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Status and Trends in the Education of American Indians and Alaska Natives: 2008

NCES 2008-084
September 2008

1.5. Family Structure


About 51 percent of American Indian/Alaska Native families with children were headed by married couples in 2006. This percentage was smaller than those of White, Hispanic, and Asian/Pacific Islander families having this arrangement but larger than the percentage of Black families.

Figure 1.5. Percentage distribution of families with children, by race/ethnicity and family status: 2006
Percentage distribution of families with children, by race/ethnicity and family status: 2006
NOTE: A family is a group of two or more people who reside together and who are related by birth, marriage, or adoption. Detail may not sum to totals because of rounding. Race categories include persons of Hispanic ethnicity.
SOURCE: U.S. Department of Commerce, Census Bureau, American Fact Finder, American Community Survey, 2006.

In 2006, about 51 percent of American Indian/ Alaska Native families with children,1 including those of Hispanic ethnicity, were headed by married couples, 38 percent were headed by females with no spouse present, and 11 percent were headed by males with no spouse present. The percentage of American Indian/Alaska Native families living in married-couple households was greater than the percentage of Black families doing so (37 percent), but less than the percentages of White, Hispanic, and Asian/Pacific Islander families doing so (73 percent, 63 percent, and 82 percent, respectively).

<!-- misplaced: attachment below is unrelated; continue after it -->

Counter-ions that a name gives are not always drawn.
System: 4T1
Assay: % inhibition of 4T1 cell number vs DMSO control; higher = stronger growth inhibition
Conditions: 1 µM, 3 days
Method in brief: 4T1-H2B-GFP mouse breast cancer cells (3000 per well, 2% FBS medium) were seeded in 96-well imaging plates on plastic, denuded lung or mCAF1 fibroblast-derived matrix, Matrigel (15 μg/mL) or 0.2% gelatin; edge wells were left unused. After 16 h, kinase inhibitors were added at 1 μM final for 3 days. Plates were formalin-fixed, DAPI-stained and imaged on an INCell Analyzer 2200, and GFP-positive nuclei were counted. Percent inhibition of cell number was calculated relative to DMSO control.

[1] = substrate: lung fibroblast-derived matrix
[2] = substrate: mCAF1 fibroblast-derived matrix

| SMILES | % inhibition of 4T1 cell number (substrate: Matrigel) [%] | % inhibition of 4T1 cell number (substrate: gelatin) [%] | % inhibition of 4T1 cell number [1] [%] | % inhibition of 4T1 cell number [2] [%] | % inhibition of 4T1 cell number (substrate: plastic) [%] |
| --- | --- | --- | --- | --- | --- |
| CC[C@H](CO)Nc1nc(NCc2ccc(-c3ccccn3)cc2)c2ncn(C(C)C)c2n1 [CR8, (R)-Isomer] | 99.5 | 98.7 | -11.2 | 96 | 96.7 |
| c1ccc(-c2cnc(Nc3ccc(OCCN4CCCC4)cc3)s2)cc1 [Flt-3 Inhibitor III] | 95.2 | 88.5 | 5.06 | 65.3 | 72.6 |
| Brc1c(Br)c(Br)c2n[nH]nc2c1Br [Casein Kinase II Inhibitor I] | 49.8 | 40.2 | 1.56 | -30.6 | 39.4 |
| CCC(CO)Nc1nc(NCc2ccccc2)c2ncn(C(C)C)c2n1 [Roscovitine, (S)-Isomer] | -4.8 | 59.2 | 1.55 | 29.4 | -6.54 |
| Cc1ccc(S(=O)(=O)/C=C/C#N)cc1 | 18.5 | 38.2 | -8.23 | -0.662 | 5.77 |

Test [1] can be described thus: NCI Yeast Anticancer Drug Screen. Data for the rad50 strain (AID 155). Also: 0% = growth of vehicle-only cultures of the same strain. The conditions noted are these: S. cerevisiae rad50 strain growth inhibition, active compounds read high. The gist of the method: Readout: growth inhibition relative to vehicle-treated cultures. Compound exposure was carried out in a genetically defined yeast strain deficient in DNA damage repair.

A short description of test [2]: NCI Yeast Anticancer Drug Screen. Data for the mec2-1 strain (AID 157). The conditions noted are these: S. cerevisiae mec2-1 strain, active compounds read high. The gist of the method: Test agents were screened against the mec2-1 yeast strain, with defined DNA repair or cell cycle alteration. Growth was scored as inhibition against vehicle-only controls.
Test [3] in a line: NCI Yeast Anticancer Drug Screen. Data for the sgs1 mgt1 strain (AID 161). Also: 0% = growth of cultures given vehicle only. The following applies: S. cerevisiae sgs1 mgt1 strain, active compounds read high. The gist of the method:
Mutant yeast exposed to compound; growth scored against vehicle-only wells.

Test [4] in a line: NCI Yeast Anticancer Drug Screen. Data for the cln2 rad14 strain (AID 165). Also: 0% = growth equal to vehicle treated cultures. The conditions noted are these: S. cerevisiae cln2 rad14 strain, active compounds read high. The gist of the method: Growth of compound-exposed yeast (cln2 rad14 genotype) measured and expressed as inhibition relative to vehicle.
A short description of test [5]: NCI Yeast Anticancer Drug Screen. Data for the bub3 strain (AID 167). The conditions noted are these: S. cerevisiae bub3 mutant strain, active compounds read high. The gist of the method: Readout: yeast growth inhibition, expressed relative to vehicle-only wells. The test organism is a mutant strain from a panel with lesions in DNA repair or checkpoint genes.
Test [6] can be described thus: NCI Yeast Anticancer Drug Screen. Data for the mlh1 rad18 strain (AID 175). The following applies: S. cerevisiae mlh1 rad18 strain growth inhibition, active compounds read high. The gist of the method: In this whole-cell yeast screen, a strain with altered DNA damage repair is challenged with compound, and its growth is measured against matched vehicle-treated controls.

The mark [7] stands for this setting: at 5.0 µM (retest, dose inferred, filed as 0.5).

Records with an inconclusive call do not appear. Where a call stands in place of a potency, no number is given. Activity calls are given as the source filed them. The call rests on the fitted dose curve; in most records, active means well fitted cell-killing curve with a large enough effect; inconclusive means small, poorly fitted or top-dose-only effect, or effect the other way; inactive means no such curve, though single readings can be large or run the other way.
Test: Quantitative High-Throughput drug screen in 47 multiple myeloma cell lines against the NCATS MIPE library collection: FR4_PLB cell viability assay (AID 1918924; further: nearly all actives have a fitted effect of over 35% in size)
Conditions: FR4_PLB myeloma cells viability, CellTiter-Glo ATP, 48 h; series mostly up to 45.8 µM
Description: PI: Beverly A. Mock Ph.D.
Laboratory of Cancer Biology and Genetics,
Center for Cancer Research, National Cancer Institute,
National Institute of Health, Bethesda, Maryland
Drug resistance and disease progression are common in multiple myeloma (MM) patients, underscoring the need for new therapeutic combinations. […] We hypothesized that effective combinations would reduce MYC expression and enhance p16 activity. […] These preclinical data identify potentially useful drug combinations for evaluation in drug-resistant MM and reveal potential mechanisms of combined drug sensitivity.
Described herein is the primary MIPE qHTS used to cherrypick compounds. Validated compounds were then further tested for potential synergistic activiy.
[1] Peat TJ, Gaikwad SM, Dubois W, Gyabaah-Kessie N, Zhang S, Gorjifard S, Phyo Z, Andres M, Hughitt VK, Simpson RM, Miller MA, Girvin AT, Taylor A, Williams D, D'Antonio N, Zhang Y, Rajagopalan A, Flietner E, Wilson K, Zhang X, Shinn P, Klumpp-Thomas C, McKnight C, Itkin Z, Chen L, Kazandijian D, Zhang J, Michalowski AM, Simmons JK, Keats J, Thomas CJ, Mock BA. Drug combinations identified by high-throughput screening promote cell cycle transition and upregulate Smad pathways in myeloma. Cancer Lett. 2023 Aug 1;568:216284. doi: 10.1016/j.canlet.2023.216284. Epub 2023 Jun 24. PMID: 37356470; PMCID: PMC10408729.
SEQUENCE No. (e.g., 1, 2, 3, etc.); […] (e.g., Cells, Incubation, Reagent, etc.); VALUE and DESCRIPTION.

The percentage of American Indian/Alaska Native families headed by females with no spouse present (38 percent) was three times as high as the percentage of Asian/Pacific Islander families arranged this way (12 percent). A lower percentage of American Indian/Alaska Native families than Black families, however, were living in this situation (38 vs. 54 percent). Higher percentages of American Indian/ Alaska Native families were headed by males with no spouse present than White, Black, or Asian/Pacific Islander families (11 percent vs. 7, 8, and 5 percent, respectively).

View Table View Table 1.5

1A family is a group of two or more people who reside together and who are related by birth, marriage, or adoption. By contrast, a household includes all the people who occupy a housing unit as their usual place of residence. A "family household" contains at least one family within the household. References in this text refer to family households.

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